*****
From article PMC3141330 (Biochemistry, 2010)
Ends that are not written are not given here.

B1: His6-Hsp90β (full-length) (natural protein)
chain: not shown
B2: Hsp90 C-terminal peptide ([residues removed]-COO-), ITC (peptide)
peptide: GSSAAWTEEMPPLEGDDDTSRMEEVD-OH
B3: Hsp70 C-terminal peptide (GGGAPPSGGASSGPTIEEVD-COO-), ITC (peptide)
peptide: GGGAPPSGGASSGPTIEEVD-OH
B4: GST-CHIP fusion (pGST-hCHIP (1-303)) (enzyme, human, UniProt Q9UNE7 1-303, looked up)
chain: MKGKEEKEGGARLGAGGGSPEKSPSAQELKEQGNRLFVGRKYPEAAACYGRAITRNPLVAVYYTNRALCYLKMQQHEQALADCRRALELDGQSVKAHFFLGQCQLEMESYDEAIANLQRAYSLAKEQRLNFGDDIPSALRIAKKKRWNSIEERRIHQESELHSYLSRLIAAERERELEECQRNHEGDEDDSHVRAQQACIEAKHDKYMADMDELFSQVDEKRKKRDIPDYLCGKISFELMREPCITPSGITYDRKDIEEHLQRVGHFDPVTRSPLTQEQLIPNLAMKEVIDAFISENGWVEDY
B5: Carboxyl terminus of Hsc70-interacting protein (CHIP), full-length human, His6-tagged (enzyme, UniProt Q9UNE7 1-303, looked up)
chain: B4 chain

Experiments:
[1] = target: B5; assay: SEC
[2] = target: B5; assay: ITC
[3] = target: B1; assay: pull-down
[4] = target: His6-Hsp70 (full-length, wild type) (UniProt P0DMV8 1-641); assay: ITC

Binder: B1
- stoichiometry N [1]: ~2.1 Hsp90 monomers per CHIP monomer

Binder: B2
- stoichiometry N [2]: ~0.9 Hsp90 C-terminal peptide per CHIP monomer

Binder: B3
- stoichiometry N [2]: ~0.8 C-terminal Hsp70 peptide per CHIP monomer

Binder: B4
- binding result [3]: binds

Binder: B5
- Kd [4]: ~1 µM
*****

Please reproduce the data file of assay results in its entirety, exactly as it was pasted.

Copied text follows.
From article PMC3141330 (Biochemistry, 2010)
Ends that are not written are not given here.

B1: His6-Hsp90β (full-length) (natural protein)
chain: not shown
B2: Hsp90 C-terminal peptide ([residues removed]-COO-), ITC (peptide)
peptide: GSSAAWTEEMPPLEGDDDTSRMEEVD-OH
B3: Hsp70 C-terminal peptide (GGGAPPSGGASSGPTIEEVD-COO-), ITC (peptide)
peptide: GGGAPPSGGASSGPTIEEVD-OH
B4: GST-CHIP fusion (pGST-hCHIP (1-303)) (enzyme, human, UniProt Q9UNE7 1-303, looked up)
chain: MKGKEEKEGGARLGAGGGSPEKSPSAQELKEQGNRLFVGRKYPEAAACYGRAITRNPLVAVYYTNRALCYLKMQQHEQALADCRRALELDGQSVKAHFFLGQCQLEMESYDEAIANLQRAYSLAKEQRLNFGDDIPSALRIAKKKRWNSIEERRIHQESELHSYLSRLIAAERERELEECQRNHEGDEDDSHVRAQQACIEAKHDKYMADMDELFSQVDEKRKKRDIPDYLCGKISFELMREPCITPSGITYDRKDIEEHLQRVGHFDPVTRSPLTQEQLIPNLAMKEVIDAFISENGWVEDY
B5: Carboxyl terminus of Hsc70-interacting protein (CHIP), full-length human, His6-tagged (enzyme, UniProt Q9UNE7 1-303, looked up)
chain: B4 chain

Experiments:
[1] = target: B5; assay: SEC
[2] = target: B5; assay: ITC
[3] = target: B1; assay: pull-down
[4] = target: His6-Hsp70 (full-length, wild type) (UniProt P0DMV8 1-641); assay: ITC

Binder: B1
- stoichiometry N [1]: ~2.1 Hsp90 monomers per CHIP monomer

Binder: B2
- stoichiometry N [2]: ~0.9 Hsp90 C-terminal peptide per CHIP monomer

Binder: B3
- stoichiometry N [2]: ~0.8 C-terminal Hsp70 peptide per CHIP monomer

Binder: B4
- binding result [3]: binds

Binder: B5
- Kd [4]: ~1 µM